The Healing Road -
Tales From The Dam

(CD (2009, 42:09, Musea FGBG 4806)

The tracks:
  1- Tales from the Dam Part 1(22:27)
  2- Tales from the Dam Part 2(19:41)

The Healing Road Website        samples        Musea Records

When keyboard player Hanspeter Hess from German project The Healing Road listened to Mike Oldfieldís latest release Music From The Spheres, he liked that album so much, that he decided to pick up Mikeís early recordings. He found out, however, that he never bought a copy of Tubular Bells, Hergest Ridge or Ommadawn on CD, so he had to play the vinyl versions. Holding the records in his hands, he realized that he missed the smell of vinyl, the warm analog sounds and the beautiful artistic sleeves. These thoughts kept running around his brain for a long time. Ideas about making a vinyl album crossed his mind several times. Finally, French prog label Musea agreed to release Tales From The Dam on vinyl.

I got a copy to review the LP, but then I realized that I had a problem. A long time ago, I gave my record player away to my brother-in-law. Fortunately, I noticed a small plastic bag on the album cover. Inside I found the CD-version of the album. After listening, I concluded that Hanspeter had released a fine piece of work with The Healing Road. This release was much better than the one he recorded a year earlier. Timanfaya had some fine moments, but the music didnít go straight to my heart as Tales From The Dam did. The album consists of two long tracks. Side 1 is entitled Tales From The Dam, Part 1 and that is my favourite piece. Right from the beginning, you can hear how Hanspeter Hess is strongly influenced by Mike Oldfield as far as the early works of Oldfield are concerned. ĎRealí drummer Stefan Ditmar gives the songs more power and dynamics. The grand finale of the track is a wonderful climax. The use of several solos on synthesizer and electric guitar makes the music sound very melodic and symphonic.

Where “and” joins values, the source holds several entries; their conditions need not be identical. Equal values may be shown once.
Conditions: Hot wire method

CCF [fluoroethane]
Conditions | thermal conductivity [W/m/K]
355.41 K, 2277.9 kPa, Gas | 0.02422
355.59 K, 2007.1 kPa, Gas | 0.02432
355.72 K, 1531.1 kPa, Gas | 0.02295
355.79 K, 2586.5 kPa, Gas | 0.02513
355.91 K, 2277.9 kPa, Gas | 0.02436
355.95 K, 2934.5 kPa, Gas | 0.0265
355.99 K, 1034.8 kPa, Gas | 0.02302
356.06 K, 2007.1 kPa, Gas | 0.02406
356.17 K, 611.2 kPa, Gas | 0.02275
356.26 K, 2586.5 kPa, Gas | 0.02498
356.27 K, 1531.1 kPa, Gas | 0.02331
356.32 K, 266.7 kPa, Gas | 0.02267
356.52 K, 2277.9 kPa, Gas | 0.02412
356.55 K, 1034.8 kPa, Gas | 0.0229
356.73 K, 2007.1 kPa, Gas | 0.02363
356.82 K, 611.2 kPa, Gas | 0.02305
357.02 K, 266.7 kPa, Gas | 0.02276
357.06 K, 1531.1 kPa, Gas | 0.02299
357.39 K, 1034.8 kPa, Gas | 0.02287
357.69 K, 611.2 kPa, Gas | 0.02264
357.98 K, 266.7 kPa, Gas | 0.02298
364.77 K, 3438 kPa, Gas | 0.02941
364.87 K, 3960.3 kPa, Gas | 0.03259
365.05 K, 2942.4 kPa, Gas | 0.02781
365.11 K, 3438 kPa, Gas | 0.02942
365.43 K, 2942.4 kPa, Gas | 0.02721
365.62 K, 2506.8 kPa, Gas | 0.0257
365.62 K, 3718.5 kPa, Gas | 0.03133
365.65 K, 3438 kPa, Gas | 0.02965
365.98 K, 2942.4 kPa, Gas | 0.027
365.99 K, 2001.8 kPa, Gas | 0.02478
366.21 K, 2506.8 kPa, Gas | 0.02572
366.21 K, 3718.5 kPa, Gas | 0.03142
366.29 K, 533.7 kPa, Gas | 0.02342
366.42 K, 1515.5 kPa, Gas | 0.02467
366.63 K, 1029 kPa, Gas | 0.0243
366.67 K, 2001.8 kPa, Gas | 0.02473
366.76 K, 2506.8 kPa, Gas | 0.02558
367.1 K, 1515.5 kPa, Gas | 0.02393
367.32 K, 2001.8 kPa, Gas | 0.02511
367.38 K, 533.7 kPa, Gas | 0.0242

The second piece, Tales From The Dam, Part 2 moves into the direction of Austrian multi instrumentalist Gandalf, acoustic guitar players Thommy Frank and Claus Flittiger in particular are responsible for that sound. However, the keyboards played by Hanspeter again sound strongly and you will hear pleasant solos performed on synthesizer. It is a pity that Hanspeter uses drum machines on this piece, but eventually that didnít change my final judgment. Tales From The Dam is without doubt a strong album, not only recommended to people who are into the music of Mike Oldfield and Gandalf, but to anyone who likes instrumental symphonic rock.

**** Henri Strik (edited by Peter Willemsen)
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